A few years ago when part of this book was in the McSweeney's Graphic Novel issue I really liked it. I remember it being on of the stories that made me want to go out and by the book. I didn't go out and buy it though because it was just too damn expensive for me, sure the book looked nice but spending thirty bucks on a graphic novel that I'd read in an hour or so didn't seem worth it.
Now I have finally read it. If I had rated Blankets as soon as I finished it I would have given it four stars. Instead I went for a walk to go buy coffee, and thought about it on my short walk and realized that there are some big problems with the book. Coming home I decided to read other reviews of the book before writing this, something I don't usually do, but felt I'd see if other people had some of the problems I had. Some did, and some had some really weird problems with the book, like the guy who gave it one star because it believed it was a fundamentalist Christian comic book in disguise. I have a feeling this person didn't make it to the end of the book, or else is seeing something I didn't see in the book.
The book captures the confusion of being a teenager who is out of place with his surroundings. The main part of the story revolving around his short lived long distance relationship with a girl he meets at Church Camp is sort of on the heartbreaking side, and pushes all of the melancholy romantic buttons for me, maybe even a little unfairly. On my walk I couldn't help thinking that I have to stop identifying with my own doomed relationships of my younger days, and not just give it stars because it allows me to wallow in past where everything good always seemed to exist too far outside of the immediate surroundings to be feasible. Maybe if the book just stuck to doomed young love I'd be giving this a higher rating.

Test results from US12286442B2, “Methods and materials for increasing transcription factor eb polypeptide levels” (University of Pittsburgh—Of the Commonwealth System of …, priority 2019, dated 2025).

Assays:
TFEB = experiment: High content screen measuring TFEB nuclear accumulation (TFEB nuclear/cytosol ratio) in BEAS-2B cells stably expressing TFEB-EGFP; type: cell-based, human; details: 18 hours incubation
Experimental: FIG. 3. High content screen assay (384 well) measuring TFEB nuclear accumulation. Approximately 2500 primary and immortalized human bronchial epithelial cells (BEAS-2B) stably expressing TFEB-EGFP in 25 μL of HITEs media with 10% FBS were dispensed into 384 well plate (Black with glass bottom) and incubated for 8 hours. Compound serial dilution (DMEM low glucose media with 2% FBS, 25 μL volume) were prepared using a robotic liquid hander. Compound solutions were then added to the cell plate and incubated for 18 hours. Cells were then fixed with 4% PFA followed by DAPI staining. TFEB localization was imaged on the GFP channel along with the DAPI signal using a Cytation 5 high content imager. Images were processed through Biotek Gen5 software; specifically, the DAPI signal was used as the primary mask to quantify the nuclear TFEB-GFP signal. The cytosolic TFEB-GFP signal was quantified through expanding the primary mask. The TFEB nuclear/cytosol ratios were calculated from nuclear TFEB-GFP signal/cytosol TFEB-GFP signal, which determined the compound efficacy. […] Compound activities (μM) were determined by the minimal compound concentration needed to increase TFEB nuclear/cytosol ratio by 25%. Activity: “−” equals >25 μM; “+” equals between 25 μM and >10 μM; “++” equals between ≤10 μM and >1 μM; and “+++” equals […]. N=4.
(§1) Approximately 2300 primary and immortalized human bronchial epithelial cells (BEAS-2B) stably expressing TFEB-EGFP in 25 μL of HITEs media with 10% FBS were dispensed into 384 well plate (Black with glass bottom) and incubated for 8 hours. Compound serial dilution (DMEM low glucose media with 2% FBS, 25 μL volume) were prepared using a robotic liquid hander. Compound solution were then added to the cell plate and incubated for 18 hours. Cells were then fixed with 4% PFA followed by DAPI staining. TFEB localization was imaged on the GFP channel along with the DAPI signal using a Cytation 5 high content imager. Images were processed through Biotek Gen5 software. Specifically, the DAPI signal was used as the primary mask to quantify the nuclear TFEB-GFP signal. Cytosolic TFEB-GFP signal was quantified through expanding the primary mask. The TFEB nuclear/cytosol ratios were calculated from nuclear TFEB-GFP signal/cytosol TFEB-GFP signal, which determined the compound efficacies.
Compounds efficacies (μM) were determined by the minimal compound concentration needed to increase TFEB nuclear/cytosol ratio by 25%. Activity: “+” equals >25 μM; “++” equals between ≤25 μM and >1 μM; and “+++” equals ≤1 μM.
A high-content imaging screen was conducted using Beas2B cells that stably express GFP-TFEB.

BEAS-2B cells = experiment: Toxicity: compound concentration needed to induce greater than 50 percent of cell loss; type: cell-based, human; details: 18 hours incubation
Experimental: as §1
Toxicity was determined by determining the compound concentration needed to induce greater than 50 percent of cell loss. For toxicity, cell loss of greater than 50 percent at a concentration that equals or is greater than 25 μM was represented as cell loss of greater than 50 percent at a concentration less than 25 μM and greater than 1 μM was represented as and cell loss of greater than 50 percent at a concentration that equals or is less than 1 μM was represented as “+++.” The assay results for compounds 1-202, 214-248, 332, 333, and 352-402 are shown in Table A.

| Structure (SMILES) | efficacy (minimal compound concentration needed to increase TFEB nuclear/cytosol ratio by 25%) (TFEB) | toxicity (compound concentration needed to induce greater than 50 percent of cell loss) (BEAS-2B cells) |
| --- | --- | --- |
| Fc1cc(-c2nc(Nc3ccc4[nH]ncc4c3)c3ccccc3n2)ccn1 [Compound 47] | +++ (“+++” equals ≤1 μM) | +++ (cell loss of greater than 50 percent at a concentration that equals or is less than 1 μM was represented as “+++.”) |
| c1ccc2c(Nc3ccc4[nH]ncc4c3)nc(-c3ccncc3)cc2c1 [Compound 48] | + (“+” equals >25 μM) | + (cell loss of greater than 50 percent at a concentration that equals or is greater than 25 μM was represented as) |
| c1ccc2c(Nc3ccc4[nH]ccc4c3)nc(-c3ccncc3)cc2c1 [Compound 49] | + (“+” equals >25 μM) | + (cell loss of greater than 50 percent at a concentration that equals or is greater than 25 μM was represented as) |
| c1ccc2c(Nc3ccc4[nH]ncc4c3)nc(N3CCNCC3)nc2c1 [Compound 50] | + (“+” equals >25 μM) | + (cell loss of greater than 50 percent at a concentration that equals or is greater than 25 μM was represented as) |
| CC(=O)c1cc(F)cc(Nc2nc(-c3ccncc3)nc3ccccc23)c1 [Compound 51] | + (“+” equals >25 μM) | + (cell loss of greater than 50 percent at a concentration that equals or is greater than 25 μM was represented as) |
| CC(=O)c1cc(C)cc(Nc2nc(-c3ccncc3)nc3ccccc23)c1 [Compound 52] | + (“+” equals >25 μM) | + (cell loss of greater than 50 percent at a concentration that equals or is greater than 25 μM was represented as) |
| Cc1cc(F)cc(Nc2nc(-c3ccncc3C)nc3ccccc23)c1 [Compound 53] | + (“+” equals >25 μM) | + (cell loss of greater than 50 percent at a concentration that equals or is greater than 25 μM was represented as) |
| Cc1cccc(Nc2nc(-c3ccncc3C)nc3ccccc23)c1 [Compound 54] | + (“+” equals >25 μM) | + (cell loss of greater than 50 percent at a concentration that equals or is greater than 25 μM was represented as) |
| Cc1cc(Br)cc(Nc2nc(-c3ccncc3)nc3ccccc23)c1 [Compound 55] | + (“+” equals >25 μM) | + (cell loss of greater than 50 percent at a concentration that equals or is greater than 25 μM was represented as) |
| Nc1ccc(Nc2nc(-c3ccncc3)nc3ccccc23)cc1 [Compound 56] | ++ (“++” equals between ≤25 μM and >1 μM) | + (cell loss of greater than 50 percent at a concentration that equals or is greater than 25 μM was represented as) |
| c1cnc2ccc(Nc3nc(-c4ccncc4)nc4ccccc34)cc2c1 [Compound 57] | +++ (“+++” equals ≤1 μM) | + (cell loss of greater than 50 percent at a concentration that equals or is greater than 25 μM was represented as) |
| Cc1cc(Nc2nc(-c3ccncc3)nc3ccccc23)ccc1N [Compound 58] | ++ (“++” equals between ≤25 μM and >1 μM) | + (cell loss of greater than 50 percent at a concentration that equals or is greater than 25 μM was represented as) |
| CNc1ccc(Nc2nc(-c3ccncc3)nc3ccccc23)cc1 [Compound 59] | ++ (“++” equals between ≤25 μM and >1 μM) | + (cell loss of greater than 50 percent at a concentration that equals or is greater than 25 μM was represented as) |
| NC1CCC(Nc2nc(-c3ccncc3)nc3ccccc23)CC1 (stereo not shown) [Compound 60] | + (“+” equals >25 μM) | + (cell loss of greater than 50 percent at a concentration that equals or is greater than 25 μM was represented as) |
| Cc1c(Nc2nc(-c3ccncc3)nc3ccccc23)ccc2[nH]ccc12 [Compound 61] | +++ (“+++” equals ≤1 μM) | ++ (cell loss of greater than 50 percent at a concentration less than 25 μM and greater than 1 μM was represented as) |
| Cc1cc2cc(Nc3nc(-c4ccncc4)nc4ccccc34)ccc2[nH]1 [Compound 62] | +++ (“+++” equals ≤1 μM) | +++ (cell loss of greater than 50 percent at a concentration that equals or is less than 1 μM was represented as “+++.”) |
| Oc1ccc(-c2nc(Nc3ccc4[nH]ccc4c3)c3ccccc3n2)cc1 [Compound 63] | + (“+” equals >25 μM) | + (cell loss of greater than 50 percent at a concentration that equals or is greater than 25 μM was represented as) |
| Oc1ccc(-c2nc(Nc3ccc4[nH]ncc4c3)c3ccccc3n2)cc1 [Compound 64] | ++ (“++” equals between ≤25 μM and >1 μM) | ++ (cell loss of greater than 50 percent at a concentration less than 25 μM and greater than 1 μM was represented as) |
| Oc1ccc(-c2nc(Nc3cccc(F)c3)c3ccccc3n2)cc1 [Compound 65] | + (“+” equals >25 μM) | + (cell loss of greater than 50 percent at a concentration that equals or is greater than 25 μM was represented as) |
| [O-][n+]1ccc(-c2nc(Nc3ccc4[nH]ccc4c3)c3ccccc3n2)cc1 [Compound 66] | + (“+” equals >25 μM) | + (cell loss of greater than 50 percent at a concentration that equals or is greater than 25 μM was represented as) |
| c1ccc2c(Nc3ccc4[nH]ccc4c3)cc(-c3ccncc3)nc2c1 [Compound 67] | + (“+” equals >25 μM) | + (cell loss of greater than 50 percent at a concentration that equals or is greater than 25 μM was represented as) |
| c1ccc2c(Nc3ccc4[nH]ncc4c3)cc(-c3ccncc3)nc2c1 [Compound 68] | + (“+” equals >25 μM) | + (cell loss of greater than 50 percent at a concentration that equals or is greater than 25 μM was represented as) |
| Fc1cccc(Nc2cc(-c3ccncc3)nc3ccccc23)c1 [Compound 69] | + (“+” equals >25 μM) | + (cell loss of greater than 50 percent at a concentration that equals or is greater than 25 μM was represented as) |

My big problem with the book is the sexual abuse part, which sort of comes out of left field, is used as a juxtaposition between the way the main character and the love interest show responsibility towards their siblings, but is then sort of just left sitting there. Maybe if it had only been alluded to I would be able to let it be passed off, but Thompson returns to it, gives no inkling of any kind of effects the abuse had but instead it just kind of hangs over the rest of the story doing nothing after it's second appearance. Now, if it had been a book dwelling on sexual abuse I probably would have disliked it, a part of me is tired of the survivor genre of memoirs, but I just don't understand why it is there in the story (except of course that it happened, which is ok, but lots of things I'm sure happened that aren't in the story, and I'm sure lots of things happened that have turned Thompson into the person he is today that aren't in the story). Now I'm feeling a little like a dick for attacking this point, I just think it should have been integrated into the story a little better.
I liked this book but more on my immediate feelings for it then when I think about it. I probably have more to say about it, but I'm feeling tired of working on this review. So this is all there is.